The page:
The California Horse Racing Board (CHRB) will soon have increased authority over Thoroughbred racing in the state.

California racing at Los Alamitos
Southern California’s troubled Thoroughbred merry-go-round shifts from Santa Anita to Los Alamitos (pictured above) in Orange County this week. (Image: Jeff Gritchen/Orange County Register)

The State Legislature unanimously approved a bill (SB 469) Monday newly empowering the regulatory body with the ability to suspend or move racing days without a 10-day public notice period. The Senate version of the bill passed 40-0 and the Assembly approved its version 78-0 with one non-voter.

“We must take action now to protect horses and jockeys, ensuring safety is always paramount in California horse racing,” co-sponsor Sen. Bill Dodd (D-Napa) said. “Because clearly, there is a problem here, and we can’t sit back and do nothing. I appreciate my colleagues in the Legislature for coming together to pass this important safety measure, and I look forward to Gov. Newsom signing it into law.”

The bill still needs the signature of Gov. Gavin Newsom (D). Newsom has indicated previously that he supports the measure.

CHRB Lacking Power to Force Santa Anita Shutdown

Just two weeks ago, the CHRB sought, via a informal request, to suspend racing at the Los Angeles-area track. That after a 28th horse was injured then euthanized at Santa Anita.

Chuck Winner, CHRB chairman, and Madeline Auerbach, vice-chairman, subsequently asked that Santa Anita suspend racing for the remaining six days of the season. The track, with the backing of horsemen, declined. Because CHRB rules stipulate a 10-day waiting period before such an action, the regulatory body was unable to force the move.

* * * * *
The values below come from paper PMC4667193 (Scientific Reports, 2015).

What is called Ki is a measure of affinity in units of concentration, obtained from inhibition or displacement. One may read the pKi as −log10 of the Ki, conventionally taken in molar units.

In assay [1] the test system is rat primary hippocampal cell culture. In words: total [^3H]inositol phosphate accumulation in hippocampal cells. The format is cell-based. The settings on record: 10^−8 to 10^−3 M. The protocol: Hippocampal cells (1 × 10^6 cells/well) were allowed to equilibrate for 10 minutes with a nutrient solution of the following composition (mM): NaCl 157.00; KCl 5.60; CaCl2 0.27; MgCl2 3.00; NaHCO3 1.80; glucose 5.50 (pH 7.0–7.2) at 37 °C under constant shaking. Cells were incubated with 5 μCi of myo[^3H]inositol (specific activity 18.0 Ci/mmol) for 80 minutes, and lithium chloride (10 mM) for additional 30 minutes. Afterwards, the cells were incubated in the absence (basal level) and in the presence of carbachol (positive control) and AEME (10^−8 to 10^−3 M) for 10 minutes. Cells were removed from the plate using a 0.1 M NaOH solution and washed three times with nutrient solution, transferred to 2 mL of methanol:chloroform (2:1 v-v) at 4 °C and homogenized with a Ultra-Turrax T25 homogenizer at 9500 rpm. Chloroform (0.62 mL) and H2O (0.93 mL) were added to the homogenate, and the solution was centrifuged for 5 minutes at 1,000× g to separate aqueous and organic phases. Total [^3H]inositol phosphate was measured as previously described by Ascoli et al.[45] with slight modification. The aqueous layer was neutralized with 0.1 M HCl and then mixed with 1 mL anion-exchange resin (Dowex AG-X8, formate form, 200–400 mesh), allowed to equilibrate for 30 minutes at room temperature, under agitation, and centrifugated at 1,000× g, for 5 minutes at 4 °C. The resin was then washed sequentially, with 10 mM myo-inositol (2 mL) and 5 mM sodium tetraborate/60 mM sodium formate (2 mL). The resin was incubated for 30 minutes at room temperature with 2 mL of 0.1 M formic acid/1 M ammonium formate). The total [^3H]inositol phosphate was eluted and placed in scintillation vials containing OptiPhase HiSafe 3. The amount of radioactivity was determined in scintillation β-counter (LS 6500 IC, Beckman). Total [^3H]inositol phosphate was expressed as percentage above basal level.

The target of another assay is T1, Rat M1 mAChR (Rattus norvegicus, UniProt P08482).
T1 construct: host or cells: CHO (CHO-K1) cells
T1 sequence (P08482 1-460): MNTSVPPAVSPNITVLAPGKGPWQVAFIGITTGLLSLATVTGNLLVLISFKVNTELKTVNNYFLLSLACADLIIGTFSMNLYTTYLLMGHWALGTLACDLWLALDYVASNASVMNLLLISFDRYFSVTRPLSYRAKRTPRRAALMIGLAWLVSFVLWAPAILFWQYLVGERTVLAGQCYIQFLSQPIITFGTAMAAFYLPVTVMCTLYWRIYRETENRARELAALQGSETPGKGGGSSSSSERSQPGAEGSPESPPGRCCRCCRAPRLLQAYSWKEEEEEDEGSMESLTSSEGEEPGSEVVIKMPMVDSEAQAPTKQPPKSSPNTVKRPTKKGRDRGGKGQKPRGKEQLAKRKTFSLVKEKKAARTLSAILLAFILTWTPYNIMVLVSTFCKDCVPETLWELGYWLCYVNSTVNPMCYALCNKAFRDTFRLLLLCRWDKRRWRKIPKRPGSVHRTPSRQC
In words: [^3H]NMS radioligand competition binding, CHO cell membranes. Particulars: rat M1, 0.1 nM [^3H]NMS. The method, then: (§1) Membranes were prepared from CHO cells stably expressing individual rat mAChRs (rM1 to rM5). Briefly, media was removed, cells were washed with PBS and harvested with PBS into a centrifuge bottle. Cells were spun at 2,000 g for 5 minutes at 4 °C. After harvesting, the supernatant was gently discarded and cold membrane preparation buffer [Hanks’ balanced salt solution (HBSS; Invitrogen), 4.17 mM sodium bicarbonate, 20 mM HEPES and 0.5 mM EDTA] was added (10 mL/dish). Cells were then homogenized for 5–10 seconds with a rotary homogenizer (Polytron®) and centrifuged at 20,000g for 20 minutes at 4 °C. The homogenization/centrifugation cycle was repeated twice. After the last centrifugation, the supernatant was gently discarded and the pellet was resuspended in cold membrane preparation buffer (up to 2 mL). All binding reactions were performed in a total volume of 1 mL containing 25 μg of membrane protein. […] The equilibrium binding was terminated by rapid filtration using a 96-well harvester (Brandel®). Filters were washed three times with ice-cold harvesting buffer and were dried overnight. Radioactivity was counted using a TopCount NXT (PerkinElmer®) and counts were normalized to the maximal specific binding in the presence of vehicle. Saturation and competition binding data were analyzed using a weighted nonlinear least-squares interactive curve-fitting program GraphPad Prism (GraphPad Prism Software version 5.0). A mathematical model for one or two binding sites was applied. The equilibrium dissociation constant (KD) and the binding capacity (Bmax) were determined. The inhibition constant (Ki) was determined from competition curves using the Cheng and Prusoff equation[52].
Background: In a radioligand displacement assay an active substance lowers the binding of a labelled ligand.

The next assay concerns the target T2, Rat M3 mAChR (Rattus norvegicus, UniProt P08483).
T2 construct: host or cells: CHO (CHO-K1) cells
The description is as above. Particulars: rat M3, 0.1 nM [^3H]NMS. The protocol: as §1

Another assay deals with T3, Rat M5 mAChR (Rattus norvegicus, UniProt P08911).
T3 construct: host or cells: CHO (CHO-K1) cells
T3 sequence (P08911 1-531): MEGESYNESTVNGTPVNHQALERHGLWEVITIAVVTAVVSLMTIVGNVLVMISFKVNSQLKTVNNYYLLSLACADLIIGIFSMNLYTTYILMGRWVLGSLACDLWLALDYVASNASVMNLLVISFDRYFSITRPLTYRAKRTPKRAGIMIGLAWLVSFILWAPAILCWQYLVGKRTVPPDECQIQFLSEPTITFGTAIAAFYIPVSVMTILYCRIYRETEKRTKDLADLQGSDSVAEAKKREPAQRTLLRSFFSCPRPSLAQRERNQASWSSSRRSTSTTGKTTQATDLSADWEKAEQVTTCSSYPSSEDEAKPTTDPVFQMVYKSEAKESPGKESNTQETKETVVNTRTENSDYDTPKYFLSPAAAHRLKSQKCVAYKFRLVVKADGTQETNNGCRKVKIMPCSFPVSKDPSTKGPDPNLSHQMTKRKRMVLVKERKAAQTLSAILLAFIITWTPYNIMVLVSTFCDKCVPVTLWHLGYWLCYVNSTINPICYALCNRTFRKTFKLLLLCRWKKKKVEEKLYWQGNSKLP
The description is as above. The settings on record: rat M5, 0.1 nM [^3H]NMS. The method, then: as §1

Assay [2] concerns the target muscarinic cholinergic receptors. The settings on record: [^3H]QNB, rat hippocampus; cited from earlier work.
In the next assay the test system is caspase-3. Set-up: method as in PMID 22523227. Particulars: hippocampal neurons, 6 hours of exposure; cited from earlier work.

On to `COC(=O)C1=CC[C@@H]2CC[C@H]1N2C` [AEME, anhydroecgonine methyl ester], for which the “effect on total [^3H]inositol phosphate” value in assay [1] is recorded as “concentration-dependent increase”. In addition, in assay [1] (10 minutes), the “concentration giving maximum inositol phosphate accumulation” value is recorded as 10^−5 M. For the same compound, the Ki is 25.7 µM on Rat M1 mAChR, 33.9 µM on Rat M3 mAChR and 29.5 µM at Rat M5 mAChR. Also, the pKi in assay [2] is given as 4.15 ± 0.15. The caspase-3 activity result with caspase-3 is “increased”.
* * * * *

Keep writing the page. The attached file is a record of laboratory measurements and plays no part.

Just the day after the June 8 request, a presumed heart attack caused a 29th horse fatality. Then Saturday, the second to final day of the lengthy winter/spring season a 30th horse was fatally injured. The horse, under the care of Hall of Fame trainer Jerry Hollendorfer, marks the conditioner’s fourth death at Santa Anita. His barn suffered two additional equine fatalities at Golden Gate Fields, near San Francisco.

Santa Anita management quickly moved to exclude Hollendorfer from stabling or racing at either track and demanding he vacate his stalls at both facilities. Both Santa Anita and Golden Gate are The Stronach Group (TSG) operations. Hollendorfer is also prohibited from entering his horse at all TSG tracks including Laurel Park in Maryland and Gulfstream Park in Miami.

The trainer has more than 100 horses in training at California tracks. The New York Racing Association says he can continue to race in that state. He already has a small string at Belmont Park. He’s also welcome at Los Alamitos in Orange County where a truncated — 10 race days over three weeks — meeting begins Saturday.

Del Mar, in Northern San Diego County, where a July 17 through Sept. 2 meet is held, has yet to issue a formal statement on Hollendorfer’s staus.

Los Alamitos Safety Panel in Place

Also on Monday the CHRB announced the members of a safety panel that will pre-screen horses before they can race at Los Alamitos. At Santa Anita, the panel excluded 38 horses over six days. That total does not include four that were trained by Hollendorfer that were immediately scratched when he was told to vacate the premises.

The Los Alamitos group is safety steward Jon White, steward Grant Baker, veterinarian Tim Grande, CHRB chief steward Darrel McHargue and Dr. Rick Arthur, chief equine veterinarian for the CHRB and UC Davis.

McHargue, a former jockey, will miss the first two days of the meeting. White is the morning linemaker at Santa Anita and a certified state steward in California.

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